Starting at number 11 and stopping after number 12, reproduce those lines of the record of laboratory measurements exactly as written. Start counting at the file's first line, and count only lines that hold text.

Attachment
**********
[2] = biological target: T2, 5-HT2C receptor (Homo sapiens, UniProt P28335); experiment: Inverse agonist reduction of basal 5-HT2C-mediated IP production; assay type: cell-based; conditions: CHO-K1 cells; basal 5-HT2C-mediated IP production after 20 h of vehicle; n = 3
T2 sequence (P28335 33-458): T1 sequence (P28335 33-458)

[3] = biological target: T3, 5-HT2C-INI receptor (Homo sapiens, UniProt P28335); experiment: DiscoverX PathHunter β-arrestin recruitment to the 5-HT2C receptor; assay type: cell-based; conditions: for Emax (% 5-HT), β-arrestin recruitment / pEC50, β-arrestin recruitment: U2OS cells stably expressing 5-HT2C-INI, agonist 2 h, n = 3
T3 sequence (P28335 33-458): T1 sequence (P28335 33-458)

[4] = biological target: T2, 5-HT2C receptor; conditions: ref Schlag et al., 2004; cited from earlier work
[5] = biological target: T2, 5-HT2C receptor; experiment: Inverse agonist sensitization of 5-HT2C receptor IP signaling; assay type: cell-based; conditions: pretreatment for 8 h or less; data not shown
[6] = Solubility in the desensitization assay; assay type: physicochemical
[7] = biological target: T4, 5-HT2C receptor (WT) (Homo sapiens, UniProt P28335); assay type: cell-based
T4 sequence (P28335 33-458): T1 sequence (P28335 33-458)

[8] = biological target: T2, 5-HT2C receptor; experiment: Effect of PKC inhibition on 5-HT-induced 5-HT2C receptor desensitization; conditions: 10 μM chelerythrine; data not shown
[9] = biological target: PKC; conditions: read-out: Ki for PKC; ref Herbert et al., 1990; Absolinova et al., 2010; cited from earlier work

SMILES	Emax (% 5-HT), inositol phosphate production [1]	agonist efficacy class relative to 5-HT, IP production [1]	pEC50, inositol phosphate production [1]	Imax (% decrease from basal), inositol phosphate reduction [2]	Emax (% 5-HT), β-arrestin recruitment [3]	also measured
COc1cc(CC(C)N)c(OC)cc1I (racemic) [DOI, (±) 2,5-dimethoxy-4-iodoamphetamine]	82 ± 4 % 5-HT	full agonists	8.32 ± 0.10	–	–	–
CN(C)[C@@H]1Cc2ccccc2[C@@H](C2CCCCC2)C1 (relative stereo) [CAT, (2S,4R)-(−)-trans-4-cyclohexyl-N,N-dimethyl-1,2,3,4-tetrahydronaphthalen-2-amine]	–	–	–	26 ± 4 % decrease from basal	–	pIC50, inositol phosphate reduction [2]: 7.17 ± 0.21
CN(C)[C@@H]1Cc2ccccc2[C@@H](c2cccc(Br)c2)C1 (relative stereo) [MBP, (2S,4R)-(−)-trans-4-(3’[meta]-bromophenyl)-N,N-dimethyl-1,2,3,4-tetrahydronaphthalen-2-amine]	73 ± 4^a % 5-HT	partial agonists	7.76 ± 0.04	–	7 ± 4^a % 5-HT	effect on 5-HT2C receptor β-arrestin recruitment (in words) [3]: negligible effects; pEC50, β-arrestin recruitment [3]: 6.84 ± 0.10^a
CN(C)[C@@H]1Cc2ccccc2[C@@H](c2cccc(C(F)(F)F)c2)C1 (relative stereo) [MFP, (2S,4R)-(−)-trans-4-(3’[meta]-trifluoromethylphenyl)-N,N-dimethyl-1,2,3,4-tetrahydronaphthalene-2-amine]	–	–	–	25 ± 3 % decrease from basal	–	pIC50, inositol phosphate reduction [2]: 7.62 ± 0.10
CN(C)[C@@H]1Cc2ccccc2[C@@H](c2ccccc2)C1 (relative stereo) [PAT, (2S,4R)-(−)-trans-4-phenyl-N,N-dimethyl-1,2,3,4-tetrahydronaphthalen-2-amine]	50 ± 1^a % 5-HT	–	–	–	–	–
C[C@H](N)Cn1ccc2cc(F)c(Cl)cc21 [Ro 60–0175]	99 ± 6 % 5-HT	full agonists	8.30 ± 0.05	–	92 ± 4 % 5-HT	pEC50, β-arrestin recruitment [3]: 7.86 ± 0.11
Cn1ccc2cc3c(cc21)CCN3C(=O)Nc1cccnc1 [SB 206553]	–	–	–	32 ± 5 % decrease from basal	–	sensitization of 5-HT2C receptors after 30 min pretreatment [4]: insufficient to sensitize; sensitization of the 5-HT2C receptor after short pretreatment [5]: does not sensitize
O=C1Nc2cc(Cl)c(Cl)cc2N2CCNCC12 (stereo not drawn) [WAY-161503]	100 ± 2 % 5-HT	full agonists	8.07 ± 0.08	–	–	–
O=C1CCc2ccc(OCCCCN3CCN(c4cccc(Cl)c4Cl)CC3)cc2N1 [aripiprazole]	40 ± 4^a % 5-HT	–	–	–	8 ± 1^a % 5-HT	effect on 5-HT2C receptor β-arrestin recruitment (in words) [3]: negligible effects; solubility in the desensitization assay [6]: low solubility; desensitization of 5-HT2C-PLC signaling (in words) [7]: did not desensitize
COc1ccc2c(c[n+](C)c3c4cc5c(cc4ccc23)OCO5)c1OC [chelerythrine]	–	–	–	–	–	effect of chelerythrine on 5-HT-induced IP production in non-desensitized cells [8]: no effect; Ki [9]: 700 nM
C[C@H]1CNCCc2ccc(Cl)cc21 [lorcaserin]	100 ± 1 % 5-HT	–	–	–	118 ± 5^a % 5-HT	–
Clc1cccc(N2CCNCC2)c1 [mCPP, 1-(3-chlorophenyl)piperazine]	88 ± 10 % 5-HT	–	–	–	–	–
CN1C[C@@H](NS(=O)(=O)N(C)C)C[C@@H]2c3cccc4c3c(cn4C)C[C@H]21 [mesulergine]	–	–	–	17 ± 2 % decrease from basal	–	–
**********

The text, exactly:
[9] = biological target: PKC; conditions: read-out: Ki for PKC; ref Herbert et al., 1990; Absolinova et al., 2010; cited from earlier work

SMILES	Emax (% 5-HT), inositol phosphate production [1]	agonist efficacy class relative to 5-HT, IP production [1]	pEC50, inositol phosphate production [1]	Imax (% decrease from basal), inositol phosphate reduction [2]	Emax (% 5-HT), β-arrestin recruitment [3]	also measured